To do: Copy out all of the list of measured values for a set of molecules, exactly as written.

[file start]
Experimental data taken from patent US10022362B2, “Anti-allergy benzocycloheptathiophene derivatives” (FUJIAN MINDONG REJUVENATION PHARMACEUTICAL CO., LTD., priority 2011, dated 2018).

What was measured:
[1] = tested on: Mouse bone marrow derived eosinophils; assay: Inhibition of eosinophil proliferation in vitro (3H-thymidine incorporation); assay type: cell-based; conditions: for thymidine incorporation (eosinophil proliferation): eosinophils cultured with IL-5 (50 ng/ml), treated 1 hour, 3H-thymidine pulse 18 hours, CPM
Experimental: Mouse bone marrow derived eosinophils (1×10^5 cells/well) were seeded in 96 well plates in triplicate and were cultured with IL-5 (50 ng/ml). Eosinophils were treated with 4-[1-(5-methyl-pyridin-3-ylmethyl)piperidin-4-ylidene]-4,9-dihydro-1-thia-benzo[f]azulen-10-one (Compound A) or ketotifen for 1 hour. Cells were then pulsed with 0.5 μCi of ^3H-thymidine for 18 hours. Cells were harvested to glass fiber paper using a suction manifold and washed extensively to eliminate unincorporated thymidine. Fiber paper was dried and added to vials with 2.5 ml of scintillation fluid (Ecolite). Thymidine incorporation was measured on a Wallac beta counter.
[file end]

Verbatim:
Experimental data taken from patent US10022362B2, “Anti-allergy benzocycloheptathiophene derivatives” (FUJIAN MINDONG REJUVENATION PHARMACEUTICAL CO., LTD., priority 2011, dated 2018).

What was measured:
[1] = tested on: Mouse bone marrow derived eosinophils; assay: Inhibition of eosinophil proliferation in vitro (3H-thymidine incorporation); assay type: cell-based; conditions: for thymidine incorporation (eosinophil proliferation): eosinophils cultured with IL-5 (50 ng/ml), treated 1 hour, 3H-thymidine pulse 18 hours, CPM
Experimental: Mouse bone marrow derived eosinophils (1×10^5 cells/well) were seeded in 96 well plates in triplicate and were cultured with IL-5 (50 ng/ml). Eosinophils were treated with 4-[1-(5-methyl-pyridin-3-ylmethyl)piperidin-4-ylidene]-4,9-dihydro-1-thia-benzo[f]azulen-10-one (Compound A) or ketotifen for 1 hour. Cells were then pulsed with 0.5 μCi of ^3H-thymidine for 18 hours. Cells were harvested to glass fiber paper using a suction manifold and washed extensively to eliminate unincorporated thymidine. Fiber paper was dried and added to vials with 2.5 ml of scintillation fluid (Ecolite). Thymidine incorporation was measured on a Wallac beta counter.